The history of the Alebrije is a story of creation: Alebrijes are brightly colored Mexican folk art sculptures of fantastical (fantasy/mythical) creatures. The first alebrijes, along with invention of the term, originated with Mexico City cartonero Pedro Linares. Linares often told that in the 1930s, he fell very ill, and while he was in bed, unconscious, he dreamt of a strange place resembling a forest. There, he saw trees, animals, rocks, clouds that suddenly turned into something strange, some kind of animals, but, unknown animals. He saw a donkey with butterfly wings, a rooster with bull horns, a lion with an eagle head, and all of them were shouting one word, "¡Alebrijes!, ¡Alebrijes!". Upon recovery, he began recreating the creatures he saw in cartonería, a papercraft consisting of strips of paper and glue on an armature.
These paper mache creations caught the attention of other artists and were exhibited around the country. In Oaxaca, artisans took these creations in a new direction.
Oaxaca has had a long tradition of the carving of animals from a readily available local wood, Copal. Oaxacan artisans took the idea of these fantastical creatures and began carving them in wood, decorated with bright colors and dazzling patterns. This carved wood version of this craft has since spread to a number of towns, most notably San Martín Tilcajete and La Unión Tejalapan, and has become a major source of income for the area. The success of the craft, however, has led to the depletion of the native copal trees. Attempts to remedy this with reforestation efforts and management of wild copal trees has had limited success. The towns associated with alebrije production in Oaxaca have produced a number of notable artisans such as Manuel Jiménez, Jacobo Angeles, Martin Sandiego, Julia Fuentes and Miguel Sandiego.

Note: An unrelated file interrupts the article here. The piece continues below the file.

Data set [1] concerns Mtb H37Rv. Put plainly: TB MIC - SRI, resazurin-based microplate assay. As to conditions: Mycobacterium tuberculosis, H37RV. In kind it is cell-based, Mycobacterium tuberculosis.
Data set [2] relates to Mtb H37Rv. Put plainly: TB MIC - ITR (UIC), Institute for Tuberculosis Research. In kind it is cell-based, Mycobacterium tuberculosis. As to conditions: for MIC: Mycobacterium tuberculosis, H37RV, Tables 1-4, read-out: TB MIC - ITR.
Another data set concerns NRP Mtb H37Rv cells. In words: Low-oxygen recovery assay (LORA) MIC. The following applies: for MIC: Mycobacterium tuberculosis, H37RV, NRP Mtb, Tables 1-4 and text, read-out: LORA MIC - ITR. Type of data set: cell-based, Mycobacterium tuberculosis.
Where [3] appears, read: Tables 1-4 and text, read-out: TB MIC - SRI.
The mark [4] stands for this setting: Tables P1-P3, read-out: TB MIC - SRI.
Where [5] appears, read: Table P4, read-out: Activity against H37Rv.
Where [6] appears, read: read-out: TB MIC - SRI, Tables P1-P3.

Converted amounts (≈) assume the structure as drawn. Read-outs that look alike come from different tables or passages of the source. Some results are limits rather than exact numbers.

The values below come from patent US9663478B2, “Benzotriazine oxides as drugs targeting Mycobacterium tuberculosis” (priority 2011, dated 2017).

Jacobo & Maria Angeles have become major figures in the Oaxaca handcraft scene, traveling extensively to promote alebrijes and Zapotec heritage. Their work has been exhibited in major national and international exhibitions. Their work is regularly in the United States, especially in the summer, and his alebrijes have been exhibited in this country in venues such as the Smithsonian Native American Museum and the National Museum of Mexican Art.
Jacobo is listed as a grand master by the Fomento Cultural Banamex and his work has been featured in two books Alebrijes. Masterpieces by Jacobo and María Ángeles (2012) and Cuatro manos, dos oficios. Una iconografía (2014), along with fellow Oaxacan artisan Carlomagno Pedro Martínez. In 2014, Angeles, along with other artisans from Oaxaca, was invited to the Vatican to meet the pope and to place 1,200 nativity scene figures and Christmas tree ornaments, which were exhibited at the Vatican Museum.
His works can be found in collections in many parts of the world, including those in the United States, India and Japan. His pieces sell for between $100 and $20,000 each.
Manuel Cruz Prudencio lives in the municipality of San Agustin de las Juntas and has been immersed in the creation of Alebrijes since he was 5 years old in his father's workshop. He has been awarded with several prizes and acknowledgments of his artisan career, he was awarded 3rd place in the State Award Benito Juarez and an Award of the Concurso de la Juventud that is organized by MEAPO in Oaxaca, and also he won awards during his participation in the Folk Art Market in Santa Fe, New Mexico.